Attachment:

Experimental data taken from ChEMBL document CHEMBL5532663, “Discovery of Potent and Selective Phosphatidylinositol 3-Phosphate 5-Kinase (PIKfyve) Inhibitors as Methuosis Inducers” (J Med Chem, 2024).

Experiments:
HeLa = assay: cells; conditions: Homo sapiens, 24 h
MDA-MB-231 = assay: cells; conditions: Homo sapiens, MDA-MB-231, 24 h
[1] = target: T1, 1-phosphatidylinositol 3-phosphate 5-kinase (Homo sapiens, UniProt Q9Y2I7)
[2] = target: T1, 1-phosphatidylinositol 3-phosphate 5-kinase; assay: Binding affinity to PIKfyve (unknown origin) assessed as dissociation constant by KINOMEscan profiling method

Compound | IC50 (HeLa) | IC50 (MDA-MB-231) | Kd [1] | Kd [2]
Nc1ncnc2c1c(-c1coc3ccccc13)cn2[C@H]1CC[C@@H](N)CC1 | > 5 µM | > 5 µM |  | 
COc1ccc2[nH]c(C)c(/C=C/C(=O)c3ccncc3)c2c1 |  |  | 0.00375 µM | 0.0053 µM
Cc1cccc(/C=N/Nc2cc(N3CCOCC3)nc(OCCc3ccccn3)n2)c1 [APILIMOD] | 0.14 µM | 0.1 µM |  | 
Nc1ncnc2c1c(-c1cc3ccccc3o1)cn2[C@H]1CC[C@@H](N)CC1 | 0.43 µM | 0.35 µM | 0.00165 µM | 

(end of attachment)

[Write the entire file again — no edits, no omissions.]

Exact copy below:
Experimental data taken from ChEMBL document CHEMBL5532663, “Discovery of Potent and Selective Phosphatidylinositol 3-Phosphate 5-Kinase (PIKfyve) Inhibitors as Methuosis Inducers” (J Med Chem, 2024).

Experiments:
HeLa = assay: cells; conditions: Homo sapiens, 24 h
MDA-MB-231 = assay: cells; conditions: Homo sapiens, MDA-MB-231, 24 h
[1] = target: T1, 1-phosphatidylinositol 3-phosphate 5-kinase (Homo sapiens, UniProt Q9Y2I7)
[2] = target: T1, 1-phosphatidylinositol 3-phosphate 5-kinase; assay: Binding affinity to PIKfyve (unknown origin) assessed as dissociation constant by KINOMEscan profiling method

Compound | IC50 (HeLa) | IC50 (MDA-MB-231) | Kd [1] | Kd [2]
Nc1ncnc2c1c(-c1coc3ccccc13)cn2[C@H]1CC[C@@H](N)CC1 | > 5 µM | > 5 µM |  | 
COc1ccc2[nH]c(C)c(/C=C/C(=O)c3ccncc3)c2c1 |  |  | 0.00375 µM | 0.0053 µM
Cc1cccc(/C=N/Nc2cc(N3CCOCC3)nc(OCCc3ccccn3)n2)c1 [APILIMOD] | 0.14 µM | 0.1 µM |  | 
Nc1ncnc2c1c(-c1cc3ccccc3o1)cn2[C@H]1CC[C@@H](N)CC1 | 0.43 µM | 0.35 µM | 0.00165 µM | 